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'I remember telling my sister, just let me die' | Amputee lost her other leg at Independence warehouse

Woman who lost leg to diabetes ended up in nursing home warehouse and things got even worse from there.

NEW ORLEANS — Lisa Renard worked with kids most of her adult life, first as a New Orleans school teacher, then as the director of a day-care center in the 7th Ward. To her nieces and nephews, she is their beloved Nanny Lisa.

“I helped raise my sister's kids, cause I didn't have any,” Renard said.

Renard took a medical leave from her day-care center, Fun For Life Learning Center, in the summer of 2020 due to complications from diabetes.

Those complications ultimately led to the amputation of her right leg below the knee.

She had already lost one leg

Determined to return to work, Renard was fitted for a prosthetic leg. She was undergoing rehabilitation at the West Jefferson Health Care Center when Hurricane Ida took aim at Southeast Louisiana.

Renard said she and other residents were evacuated with little warning. She also had no way of knowing that the next four days inside a poorly equipped and overcrowded warehouse would descend into chaos and, for her, a life-or-death ordeal. 

“The day of us moving, I wasn't even asked if I wanted to call family or nothing,” she said.

Along with 842 other patients from seven nursing homes and rehab centers, Renard was brought to a former industrial warehouse in Independence, La. 

Bob Dean Jr., owner of the nursing facilities, also owns the warehouse. His plans to move patients there had been approved by the state Department of Health.

Patients wary about warehouse conditions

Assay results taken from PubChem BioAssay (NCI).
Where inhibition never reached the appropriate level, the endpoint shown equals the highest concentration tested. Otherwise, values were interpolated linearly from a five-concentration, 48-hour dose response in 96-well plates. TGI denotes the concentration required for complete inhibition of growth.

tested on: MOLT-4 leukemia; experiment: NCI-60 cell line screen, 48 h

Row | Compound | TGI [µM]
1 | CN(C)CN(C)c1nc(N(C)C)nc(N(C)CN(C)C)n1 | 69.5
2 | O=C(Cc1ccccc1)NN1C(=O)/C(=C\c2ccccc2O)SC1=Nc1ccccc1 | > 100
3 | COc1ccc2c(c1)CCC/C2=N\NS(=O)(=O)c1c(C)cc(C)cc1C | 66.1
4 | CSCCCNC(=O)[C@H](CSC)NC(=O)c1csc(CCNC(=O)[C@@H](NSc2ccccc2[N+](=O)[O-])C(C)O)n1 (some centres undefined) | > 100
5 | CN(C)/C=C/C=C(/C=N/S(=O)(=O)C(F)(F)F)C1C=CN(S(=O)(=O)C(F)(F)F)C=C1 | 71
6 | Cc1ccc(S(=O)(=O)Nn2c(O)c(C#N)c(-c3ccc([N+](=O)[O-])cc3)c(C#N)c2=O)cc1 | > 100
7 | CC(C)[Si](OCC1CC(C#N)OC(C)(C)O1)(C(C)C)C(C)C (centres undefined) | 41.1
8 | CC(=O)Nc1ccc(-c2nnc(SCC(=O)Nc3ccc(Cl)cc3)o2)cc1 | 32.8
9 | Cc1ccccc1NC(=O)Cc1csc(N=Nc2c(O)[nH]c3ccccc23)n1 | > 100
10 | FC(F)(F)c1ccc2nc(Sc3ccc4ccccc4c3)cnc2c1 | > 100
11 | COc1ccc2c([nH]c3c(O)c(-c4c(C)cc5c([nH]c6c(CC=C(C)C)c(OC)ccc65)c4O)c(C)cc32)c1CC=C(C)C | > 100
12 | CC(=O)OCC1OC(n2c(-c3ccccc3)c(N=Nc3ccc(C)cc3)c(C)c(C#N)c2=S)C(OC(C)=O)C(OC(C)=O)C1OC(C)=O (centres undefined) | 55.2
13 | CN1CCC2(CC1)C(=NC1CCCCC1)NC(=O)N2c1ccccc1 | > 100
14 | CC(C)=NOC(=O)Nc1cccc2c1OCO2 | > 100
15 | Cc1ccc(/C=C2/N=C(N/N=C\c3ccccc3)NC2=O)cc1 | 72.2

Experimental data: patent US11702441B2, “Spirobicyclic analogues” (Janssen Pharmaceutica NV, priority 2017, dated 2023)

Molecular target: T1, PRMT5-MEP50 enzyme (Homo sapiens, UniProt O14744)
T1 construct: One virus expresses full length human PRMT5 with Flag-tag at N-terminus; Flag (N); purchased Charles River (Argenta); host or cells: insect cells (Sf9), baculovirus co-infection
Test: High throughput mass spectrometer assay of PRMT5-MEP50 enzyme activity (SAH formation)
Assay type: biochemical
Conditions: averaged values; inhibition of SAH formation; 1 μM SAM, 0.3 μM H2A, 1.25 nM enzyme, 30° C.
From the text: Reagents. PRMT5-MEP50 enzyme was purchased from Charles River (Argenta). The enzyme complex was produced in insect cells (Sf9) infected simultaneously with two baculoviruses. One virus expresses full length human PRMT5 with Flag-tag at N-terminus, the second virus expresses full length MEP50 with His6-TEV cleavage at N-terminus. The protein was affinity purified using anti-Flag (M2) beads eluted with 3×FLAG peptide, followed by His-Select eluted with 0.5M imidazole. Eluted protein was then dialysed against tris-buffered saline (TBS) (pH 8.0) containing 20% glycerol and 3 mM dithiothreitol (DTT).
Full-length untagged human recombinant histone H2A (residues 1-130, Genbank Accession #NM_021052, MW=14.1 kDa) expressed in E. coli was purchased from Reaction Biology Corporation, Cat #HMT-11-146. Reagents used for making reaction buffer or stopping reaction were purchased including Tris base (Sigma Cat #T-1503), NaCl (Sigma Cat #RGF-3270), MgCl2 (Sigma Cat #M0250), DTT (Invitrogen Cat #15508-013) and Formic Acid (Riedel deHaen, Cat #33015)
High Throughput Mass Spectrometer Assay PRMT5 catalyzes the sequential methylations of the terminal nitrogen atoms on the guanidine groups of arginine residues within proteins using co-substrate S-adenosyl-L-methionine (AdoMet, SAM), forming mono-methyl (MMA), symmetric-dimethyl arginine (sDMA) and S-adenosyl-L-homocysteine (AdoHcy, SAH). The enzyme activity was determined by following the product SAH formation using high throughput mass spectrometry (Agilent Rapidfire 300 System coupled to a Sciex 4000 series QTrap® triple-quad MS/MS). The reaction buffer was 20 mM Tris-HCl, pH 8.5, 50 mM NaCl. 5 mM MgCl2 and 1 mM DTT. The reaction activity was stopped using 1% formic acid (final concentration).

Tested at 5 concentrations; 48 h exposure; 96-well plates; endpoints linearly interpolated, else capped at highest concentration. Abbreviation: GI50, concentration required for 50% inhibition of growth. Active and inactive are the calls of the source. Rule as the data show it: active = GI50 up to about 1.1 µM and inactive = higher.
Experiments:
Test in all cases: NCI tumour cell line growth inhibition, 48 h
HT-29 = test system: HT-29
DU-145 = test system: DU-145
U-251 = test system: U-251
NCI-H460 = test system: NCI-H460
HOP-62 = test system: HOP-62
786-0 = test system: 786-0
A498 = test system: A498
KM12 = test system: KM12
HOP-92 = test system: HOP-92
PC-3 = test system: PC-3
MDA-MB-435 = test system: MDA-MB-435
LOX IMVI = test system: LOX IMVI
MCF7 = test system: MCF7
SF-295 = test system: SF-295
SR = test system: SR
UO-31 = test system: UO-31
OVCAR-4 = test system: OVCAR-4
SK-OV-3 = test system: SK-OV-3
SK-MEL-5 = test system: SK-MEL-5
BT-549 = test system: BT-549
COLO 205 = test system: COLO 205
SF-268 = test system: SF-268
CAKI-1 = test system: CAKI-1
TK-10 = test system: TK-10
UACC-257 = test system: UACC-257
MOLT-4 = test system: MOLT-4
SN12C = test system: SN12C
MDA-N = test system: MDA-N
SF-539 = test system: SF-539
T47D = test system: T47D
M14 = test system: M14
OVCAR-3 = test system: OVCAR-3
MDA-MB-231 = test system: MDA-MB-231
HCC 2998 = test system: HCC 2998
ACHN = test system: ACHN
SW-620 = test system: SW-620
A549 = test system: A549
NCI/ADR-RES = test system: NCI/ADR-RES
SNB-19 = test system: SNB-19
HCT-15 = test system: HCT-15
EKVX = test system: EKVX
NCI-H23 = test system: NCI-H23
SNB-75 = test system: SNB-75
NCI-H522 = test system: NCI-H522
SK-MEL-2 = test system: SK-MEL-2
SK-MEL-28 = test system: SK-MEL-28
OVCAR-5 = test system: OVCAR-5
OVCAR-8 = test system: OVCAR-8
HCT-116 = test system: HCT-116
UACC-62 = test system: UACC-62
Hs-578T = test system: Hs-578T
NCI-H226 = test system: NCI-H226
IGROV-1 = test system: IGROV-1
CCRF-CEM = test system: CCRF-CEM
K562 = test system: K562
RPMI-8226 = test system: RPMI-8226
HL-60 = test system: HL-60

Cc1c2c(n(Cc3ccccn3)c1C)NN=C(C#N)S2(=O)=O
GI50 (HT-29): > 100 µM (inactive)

Even before Ida made landfall, residents had concerns. The warehouse offered no privacy. Portable toilets lined the walls. Patients were placed on mattresses crowded side-by-side on the floor.

To the wheelchair-bound Lisa Renard, those patients were the lucky ones.

“When they rolled me in and saw they had those little cushions on the floor, I knew I couldn't lay down,” she said.

Confined to her wheelchair, pressed against a wall, Renard saw distress all around her. Patients began crying out for help. Stuck in place for four days, Renard suffered silently through her own pain and indignity.

Stuck in wheelchair, she soiled herself for days

“I couldn't get to the bathroom,” she said, breaking down in tears.  “So that meant I just had to stay in my wheelchair and use the bathroom on myself.”

As the storm roared outside, the shelter began to flood. A bad situation got worse.

“When rain started coming, we had to move, too. Everybody had to move to one part on the other side of the warehouse,” Renard said.

Nurses and other staff members said they were forced to move patients from the flooded part of the warehouse to sections that were already jam-packed.

Natalie Henderson, a staff nurse, was one of the employees who had to try to find additional space.

“They kept rolling in more residents. I'm like, ‘Oh my God,’ ” Henderson recalled. “We had to keep pushing the patients tighter and tighter to fit everyone in.”

After the storm, food and drinking water began to run short.

“They were getting hungry. They were getting thirsty. And you weren't able to continue to get your medicine,” Renard said.

Then, in the hours after the storm died down, Renard began suffering her own personal emergency.

Renard knew she had a problem

“I complained and told them something was wrong with my leg. I had pain. But nothing was done,” she said.

As a diabetic, she knew all the symptoms.